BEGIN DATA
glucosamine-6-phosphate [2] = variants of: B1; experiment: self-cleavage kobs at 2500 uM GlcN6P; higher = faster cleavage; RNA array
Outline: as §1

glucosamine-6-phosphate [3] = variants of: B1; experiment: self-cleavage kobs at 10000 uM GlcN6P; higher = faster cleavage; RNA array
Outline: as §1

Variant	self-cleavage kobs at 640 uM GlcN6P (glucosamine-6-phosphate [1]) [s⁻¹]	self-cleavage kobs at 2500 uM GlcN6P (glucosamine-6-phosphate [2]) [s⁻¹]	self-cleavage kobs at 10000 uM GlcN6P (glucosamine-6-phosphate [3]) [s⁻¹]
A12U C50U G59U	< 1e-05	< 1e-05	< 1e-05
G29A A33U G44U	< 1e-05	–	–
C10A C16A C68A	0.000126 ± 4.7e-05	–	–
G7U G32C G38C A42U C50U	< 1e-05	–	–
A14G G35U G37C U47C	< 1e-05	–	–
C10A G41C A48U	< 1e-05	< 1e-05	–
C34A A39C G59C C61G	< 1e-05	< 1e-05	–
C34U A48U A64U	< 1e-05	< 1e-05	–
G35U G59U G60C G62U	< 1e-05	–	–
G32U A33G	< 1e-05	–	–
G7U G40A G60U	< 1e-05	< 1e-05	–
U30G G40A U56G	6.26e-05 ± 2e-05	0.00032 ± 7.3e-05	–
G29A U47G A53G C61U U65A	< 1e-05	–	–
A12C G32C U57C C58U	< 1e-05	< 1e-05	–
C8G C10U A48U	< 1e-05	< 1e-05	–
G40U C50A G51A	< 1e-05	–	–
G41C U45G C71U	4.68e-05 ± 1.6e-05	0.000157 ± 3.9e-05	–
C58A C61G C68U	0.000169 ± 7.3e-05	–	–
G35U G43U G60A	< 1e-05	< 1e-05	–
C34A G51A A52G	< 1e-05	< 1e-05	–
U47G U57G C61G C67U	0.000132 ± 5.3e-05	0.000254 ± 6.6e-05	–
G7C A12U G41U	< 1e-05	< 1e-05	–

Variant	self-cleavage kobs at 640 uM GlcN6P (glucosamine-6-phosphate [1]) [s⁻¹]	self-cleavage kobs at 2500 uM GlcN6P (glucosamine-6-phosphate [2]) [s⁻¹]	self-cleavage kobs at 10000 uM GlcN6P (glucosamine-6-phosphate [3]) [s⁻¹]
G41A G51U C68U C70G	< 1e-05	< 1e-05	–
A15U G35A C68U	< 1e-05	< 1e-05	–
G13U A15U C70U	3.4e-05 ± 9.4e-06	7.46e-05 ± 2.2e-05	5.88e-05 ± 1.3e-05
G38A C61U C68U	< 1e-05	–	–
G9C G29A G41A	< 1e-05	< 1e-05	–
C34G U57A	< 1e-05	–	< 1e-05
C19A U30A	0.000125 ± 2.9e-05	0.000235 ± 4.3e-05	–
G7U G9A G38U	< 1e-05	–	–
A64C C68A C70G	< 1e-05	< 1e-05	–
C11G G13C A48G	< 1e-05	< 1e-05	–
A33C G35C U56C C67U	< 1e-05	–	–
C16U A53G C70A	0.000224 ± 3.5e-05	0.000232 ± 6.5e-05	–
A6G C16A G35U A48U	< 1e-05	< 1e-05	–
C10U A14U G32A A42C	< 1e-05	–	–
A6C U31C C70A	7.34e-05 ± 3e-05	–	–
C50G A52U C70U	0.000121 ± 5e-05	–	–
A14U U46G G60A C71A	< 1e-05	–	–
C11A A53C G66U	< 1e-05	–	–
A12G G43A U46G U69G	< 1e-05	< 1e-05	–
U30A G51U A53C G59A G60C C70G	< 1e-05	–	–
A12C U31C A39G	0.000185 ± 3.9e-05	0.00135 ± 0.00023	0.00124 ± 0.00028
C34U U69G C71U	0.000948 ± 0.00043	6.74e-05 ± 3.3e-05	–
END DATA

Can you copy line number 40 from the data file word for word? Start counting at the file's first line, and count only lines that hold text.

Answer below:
C16U A53G C70A	0.000224 ± 3.5e-05	0.000232 ± 6.5e-05	–